The report lists the high-end Polaris card as the "RX 480", which would be a departure from the recent nomenclature (R9 290X, R9 390X). Pricing such a card this aggressively not only creates what one would hope to be an incredible price/performance ratio, but is likely an answer to NVIDIA's GTX 1080/1070 - especially considering NVIDIA's new GTX 1070 is as fast as a GTX 980 Ti.
Is the Radeon RX 480 really the top end card, or a lower-cost variant? Will there be a 490, or 490X? This report certainly doesn't answer any questions, but the possibility of a powerful new GPU for $199 is very appealing.
Subject: Graphics Cards, Cases and Cooling, Shows and Expos | May 31, 2016 - 11:22 PM | Jeremy Hellstrom
Tagged: supernova, SLI HB, gtx 1080 FTW, GTX 1080 classified, gtx 1070 SC, evga, Dawn, computex 2016, 850GS, 1000GX
Earlier in the week you saw a sneak peek at EVGA's GTX 1080 SC and now we can confirm there will indeed be a GTX 1070 version, bearing the same custom ACX 3.0 cooler which Al proved to be an improvement over the Founders Edition, especially when you consider the price to performance equation.
That is not the only new card announced, there is also a brand new GTX 1080 Classified with the ACX 3.0 cooler, the specific overclock is not yet known but you can bet it should be more a handful of megahertz more than the base. We know that this card will have 14 power phases, full RGB LEDs and those ACX fans are 10cm in size.
The more curious of you might have noticed there is something odd about the back end of the card and the location of the PCIe power plugs and you are absolutely right. The EVGA Power Link adapter can be plugged into any card to move the position of the power plugs to give you better cable management abilities. It also sports an LED light on one side, as you can see in the picture of the GTX 1080 Classified card.
To round out the usual suspects, here you can see the EVGA GTX 1080 FTW Edition with some fancy LEDs. Those lights match the CPU waterblock in evidence just above the card, we didn't hear anything official about it but perhaps that is yet another thing to look forward to in the coming year.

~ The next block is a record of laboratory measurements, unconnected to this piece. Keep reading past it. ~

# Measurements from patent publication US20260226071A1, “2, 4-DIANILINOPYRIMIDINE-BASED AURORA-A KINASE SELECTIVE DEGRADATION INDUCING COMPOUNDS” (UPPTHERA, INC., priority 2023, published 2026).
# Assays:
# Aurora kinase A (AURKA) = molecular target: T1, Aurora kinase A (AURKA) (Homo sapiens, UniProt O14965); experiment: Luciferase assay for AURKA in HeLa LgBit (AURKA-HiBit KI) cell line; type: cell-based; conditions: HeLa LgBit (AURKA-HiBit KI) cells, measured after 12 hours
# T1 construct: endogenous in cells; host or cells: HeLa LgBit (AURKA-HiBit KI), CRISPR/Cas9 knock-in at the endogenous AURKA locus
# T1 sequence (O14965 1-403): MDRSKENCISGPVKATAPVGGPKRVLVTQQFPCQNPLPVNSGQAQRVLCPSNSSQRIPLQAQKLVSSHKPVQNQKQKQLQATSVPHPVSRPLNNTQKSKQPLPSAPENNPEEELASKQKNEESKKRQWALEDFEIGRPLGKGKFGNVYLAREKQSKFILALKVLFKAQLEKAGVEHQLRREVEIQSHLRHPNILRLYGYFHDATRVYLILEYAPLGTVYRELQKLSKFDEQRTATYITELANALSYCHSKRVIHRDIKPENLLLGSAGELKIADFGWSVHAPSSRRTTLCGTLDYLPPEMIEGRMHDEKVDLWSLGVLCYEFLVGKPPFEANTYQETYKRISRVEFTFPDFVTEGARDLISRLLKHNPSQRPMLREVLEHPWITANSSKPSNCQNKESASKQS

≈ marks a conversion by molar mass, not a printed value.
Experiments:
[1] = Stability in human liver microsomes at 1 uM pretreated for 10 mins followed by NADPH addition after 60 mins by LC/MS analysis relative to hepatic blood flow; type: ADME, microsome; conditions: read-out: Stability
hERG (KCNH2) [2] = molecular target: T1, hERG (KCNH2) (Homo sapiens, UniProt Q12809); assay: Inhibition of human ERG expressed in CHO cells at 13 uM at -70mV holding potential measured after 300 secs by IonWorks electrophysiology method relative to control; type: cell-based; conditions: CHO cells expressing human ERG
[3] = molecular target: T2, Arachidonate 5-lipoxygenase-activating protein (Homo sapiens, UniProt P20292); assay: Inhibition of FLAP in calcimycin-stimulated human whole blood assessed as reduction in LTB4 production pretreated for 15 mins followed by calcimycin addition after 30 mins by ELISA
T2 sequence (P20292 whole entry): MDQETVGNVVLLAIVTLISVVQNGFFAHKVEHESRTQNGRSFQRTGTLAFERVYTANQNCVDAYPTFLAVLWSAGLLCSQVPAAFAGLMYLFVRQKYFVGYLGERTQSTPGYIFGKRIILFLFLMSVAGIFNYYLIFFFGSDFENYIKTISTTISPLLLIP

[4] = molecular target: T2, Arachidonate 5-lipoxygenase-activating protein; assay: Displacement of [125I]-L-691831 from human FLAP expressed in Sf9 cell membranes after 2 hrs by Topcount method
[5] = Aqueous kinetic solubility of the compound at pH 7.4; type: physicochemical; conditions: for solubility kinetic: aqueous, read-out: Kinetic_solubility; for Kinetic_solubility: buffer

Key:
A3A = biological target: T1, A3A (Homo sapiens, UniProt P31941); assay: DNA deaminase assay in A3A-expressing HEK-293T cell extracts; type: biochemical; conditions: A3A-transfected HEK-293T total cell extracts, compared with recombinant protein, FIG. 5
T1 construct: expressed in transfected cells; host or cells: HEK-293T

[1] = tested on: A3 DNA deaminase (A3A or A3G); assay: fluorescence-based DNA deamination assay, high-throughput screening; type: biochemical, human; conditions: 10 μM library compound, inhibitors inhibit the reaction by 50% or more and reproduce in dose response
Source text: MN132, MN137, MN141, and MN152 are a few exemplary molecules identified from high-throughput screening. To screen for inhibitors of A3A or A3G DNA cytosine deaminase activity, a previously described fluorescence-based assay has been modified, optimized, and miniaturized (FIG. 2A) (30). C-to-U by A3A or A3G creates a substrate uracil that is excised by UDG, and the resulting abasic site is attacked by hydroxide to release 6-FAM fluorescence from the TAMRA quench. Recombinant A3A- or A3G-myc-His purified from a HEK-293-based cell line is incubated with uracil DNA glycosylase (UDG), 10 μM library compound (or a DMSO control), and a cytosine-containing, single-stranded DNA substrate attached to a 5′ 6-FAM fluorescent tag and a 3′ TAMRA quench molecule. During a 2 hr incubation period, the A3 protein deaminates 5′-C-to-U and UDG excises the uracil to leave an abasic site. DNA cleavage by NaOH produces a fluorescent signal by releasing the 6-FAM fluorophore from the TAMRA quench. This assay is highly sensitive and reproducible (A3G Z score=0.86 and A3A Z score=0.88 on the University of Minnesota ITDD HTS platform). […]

Speaking of adapters, here you can see EVGA's custom SLI HB bridges in three different sizes, especially of importance to those who plan on using a code to enable more than two Pascal cards to run in SLI. They will connect the cards at up toand will sport LEDs which can be toggled between red, green, blue or white via a switch on the bridge.
Next up is an EVGA Gaming chassis bearing the names DG-87 and Dawn, hinting that there may be more than model arriving in the near future. As you can see in the picture the front panel, up to and including the power and reset buttons, has been moved to the side. USB including a Type-C plug, HMDI and audio are all available at the sides as well as a LCD which can display the speeds of two of your fans, as well as allowing you control over their speeds. You can also set it to display a temperature, although it is unlikely you can reduce it the same way you can your fan speed. The case also obviously handles watercooling setups as stylishly as Jacob sports those jeans.
Along with the case comes two new PSUs, the successors to the G2 models. The EVGA Supernova 1000GX not only provides 1000W of 80 PLUS Gold power, it will also the smallest kilowatt class PSU available at launch. It looks to have single 12V rail which will provide up to 999.6W @ 83.3A.
If that is a little more power than you need the Supernova 850GL might be more to your taste. It is also 80 PLUS Gold and fully modular, with up to 849.6W @ 70.8A, which should handle all but the most extreme GPU setups. That picture also shows off the certain glow your system will feel when powered by one of these PSUs.
With all these lights and features it would be a shame to have boring PSU cables, now wouldn't it? That is why EVGA is also releasing PSU cables in a wide variety of colours. The ones shown below are only a small sampling of what you can choose from, more will be available from EVGA once they launch.
That is all from EVGA so far but stay tuned for more from Computex here at PC Perspective!
Subject: Graphics Cards | May 30, 2016 - 07:50 PM | Jeremy Hellstrom
Tagged: geforce, GP104, gtx 1070, nvidia, pascal
If we missed your favourite game, synthetic benchmark or a specific competitors card in our review of the new GTX 1070 then perhaps one of the sites below might satisfy your cravings. For instance, if it is Ashes of the Singularity or The Division which you want to see benchmarked the [H]ard|OCP has you covered. They also had a go at overclocking, with the new software they tweaked the card's fan speed to 100%, power target at 112%, and GPU Offset overclocking at +230. That resulted in a peak GPU speed of 2113MHz although the averaged frequency over a 30 minute gaming session was 2052MHz, they will revisit the card to overclock the memory in the near future. Check out their full review here.
"The second video card in the NVIDIA next generation Pascal GPU architecture is finally here, we will explore the GeForce GTX 1070 Founders Edition video card. In this limited preview today we will look at performance in comparison to GeForce GTX 980 Ti and Radeon R9 Fury X as well as some preview overclocking."